Emotional States of Internet Users: East vs. West

A study in the European Journal of Marketing categorized segments of consumers based on their emotional states of being. Some people experience more emotion in the real world, while others are equally emotional online as offline.  The study identified 6 groups of internet users:

  • Positive online affectivists feel anxiety and stress in offline situations in the real world, but exhibit happiness, confidence and imagination online.
  • Offline affectivists experience the most emotionally intense feelings offline in the real world.  Online they feel anonymous. 
  • On/Offline negative affectivists feel anxious and stressed both online and offline and experience higher levels of negative emotions in general. They feel anonymous online.
  • Online affectivists have intense emotional experiences online and are happiest operating on the internet.
  • Indistinguishable affectivists have neutral feelings about both the online and offline worlds.
  • Negative offline affectivists:  Feel anxious and stressed offline, but brave and powerful online.

The study is interesting in that some people are more comfortable in their online selves than in the real world and prefer to interact with others mediated by the internet.  They may be better targets for social media marketing efforts.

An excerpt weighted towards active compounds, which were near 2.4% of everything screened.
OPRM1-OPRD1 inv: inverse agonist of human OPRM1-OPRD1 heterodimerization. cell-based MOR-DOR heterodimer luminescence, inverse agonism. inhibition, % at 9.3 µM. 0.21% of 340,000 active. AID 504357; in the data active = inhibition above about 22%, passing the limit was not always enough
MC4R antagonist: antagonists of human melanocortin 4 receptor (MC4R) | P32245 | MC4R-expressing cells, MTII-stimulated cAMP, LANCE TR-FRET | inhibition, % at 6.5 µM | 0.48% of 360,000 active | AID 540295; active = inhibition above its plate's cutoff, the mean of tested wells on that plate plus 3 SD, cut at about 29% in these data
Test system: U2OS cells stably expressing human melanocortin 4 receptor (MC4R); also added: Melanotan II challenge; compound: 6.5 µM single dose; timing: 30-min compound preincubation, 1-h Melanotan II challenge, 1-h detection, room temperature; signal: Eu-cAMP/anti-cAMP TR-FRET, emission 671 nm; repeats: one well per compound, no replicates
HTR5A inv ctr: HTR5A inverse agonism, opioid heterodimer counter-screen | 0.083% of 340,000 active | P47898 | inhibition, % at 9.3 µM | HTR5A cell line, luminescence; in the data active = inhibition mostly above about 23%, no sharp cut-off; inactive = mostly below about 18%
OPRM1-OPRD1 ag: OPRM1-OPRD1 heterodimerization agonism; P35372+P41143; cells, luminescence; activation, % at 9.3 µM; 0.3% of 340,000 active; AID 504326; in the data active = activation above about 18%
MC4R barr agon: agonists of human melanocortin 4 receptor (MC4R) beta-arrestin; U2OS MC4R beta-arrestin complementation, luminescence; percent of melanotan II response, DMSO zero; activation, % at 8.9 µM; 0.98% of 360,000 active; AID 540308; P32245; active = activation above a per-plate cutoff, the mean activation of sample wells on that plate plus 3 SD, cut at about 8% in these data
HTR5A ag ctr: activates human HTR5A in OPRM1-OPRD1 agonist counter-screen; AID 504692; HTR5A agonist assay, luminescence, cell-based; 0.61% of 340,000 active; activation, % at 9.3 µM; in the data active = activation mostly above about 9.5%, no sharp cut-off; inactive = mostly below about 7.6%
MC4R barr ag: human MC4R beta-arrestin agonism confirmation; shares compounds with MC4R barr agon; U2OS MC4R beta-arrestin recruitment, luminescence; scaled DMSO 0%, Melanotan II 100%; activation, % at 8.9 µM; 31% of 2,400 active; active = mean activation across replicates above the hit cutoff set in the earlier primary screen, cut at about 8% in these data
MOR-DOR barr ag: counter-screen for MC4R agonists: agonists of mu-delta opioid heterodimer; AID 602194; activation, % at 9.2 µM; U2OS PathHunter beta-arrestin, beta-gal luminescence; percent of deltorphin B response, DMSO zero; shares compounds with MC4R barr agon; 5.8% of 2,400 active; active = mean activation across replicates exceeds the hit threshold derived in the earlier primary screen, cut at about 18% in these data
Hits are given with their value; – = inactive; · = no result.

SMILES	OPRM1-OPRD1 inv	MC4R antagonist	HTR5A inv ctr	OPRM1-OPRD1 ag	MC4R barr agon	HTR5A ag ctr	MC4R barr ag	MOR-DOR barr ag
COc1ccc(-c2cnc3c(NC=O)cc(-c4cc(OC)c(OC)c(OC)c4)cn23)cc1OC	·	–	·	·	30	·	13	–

The study also examined people around the world and the clusters in which they fell.  Specifically, North Americans were more likely to be offline affectivists, while the Chinese respondents were more often positive online affectivists.  East Asians were heavily represented in the online affectivist category.  Offline affectivists and negative offline affectivists were found to be more female. 

An important finding for marketers is that those who experience positive online emotions are more likely to support brands’ online activities. 


Title: A typology of internet users based on comparative affective states: evidence from eight countries
by  Christodoulides, George; Michaelidou, Nina; Nikoletta Theofania Siamagka

European Journal of Marketing, 47, 2013


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